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growing marijuana in sand

Growing marijuana in sand

Whether you want to call it dirt or a growth medium, soil is a crucial component for growing marijuana. Choosing the best soil for your weed is arguably the most critical decision you’ll make when growing cannabis at home. Getting it right is likely the difference between a bountiful harvest and utter failure.

Pros & Cons of Growing Cannabis in Soil

This is a great option if you want to nurture your crop from seedling through to harvesting. This Espoma soil contains excellent nutrition for early-stage growth. You will need to begin with small pots, before transferring your growing plants later. It contains peat moss, perlite, and peat humus – not to mention a hose of nutrients that aid strong root growth.

Best for Seedlings – Espoma

Irrigation in soil is easier than with hydroponic systems, as is fertilization. With so much information gathered from thousands of years of growing, you can quickly become a soil expert as long as you read the right articles!

Growing marijuana in sand

Then Dr. Merle Jensen came along. Jensen, a lauded plant scientist from the University of Arizona who was born and raised on a farm in Washington, is recognized worldwide as an eminent research horticulturist. Jensen’s concern in helping to find new ways to feed an ever-growing population (around nine billion estimated by 2050) made him a missionary of sorts. He has spent a good portion of his lengthy career growing vegetable crops in harsh desert climates around the world, from Mexico and Latin America to Asia, the Middle East, and North Africa. His trial-and-error efforts have resulted in new ways of growing nutritious crops in sand. He took agricultural concepts and reassembled them into a form that redefined sand culture to mean growing edibles in sand dunes in arid and inhospitable parts of the world. This is concurrent with Maximum Yield’s definition that the process is “thought to be more efficient than traditional hydroponic methods because sand decreases the risk of botanical ailments such as verticilium and fusarium.”

Also, while sand in its pure state is not an ideal medium for plant culture because of an inability to retain water and nutrients, most natural sand has silt particles and some organic matter (sandy loam), making it one of the cheapest grow mediums because it can be washed easily and recharged with nutrients.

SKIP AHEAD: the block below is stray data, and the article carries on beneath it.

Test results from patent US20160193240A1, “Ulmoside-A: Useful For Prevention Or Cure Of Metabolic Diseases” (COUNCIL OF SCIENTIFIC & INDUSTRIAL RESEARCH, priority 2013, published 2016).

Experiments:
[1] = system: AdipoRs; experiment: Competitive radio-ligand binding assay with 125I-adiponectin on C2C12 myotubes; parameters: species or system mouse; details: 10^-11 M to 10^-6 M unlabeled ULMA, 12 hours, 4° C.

Utilizing materials at hand, the Aztecs used plant roots to lash together rushes and reeds, which they then covered with sand laden with nutrient-rich organic debris dredged up from the lake bottom. Called chinampas, these early sand-culture rafts were home to vegetable crops and flower beds whose roots pushed downward into the water for sustenance. Tied together into floating islands sometimes 200 feet long, the chinampas were often poled close to a market place where shoppers could walk up and purchase fresh produce straight from the garden.

Despite the demonstrated success of crop cultivation in a hydroponic fashion, most of the work done with soilless growing prior to the early 1900s was low-key, consisting mostly of laboratory experiments with specific plants. The standard definition of sand/gravel culture at that time came from Merriam-Webster: “Growing plants in an artificial medium using sand/gravel to support the roots and supplying mineral nutrients in an aqueous solution.”

Modern Sand Culture

“There are over 20,000 miles of desert coastline worldwide that, if made habitable, could feed millions of people,” he says. “In most cases, edibles could be seeded directly into leached beach sand and, once growing, be irrigated with constant liquid-feed solutions of commercial-grade fertilizer. Current growth of food production will not keep pace with need unless we extend it into new areas and toward that end, the day will come when the world’s deserts must be cultivated.”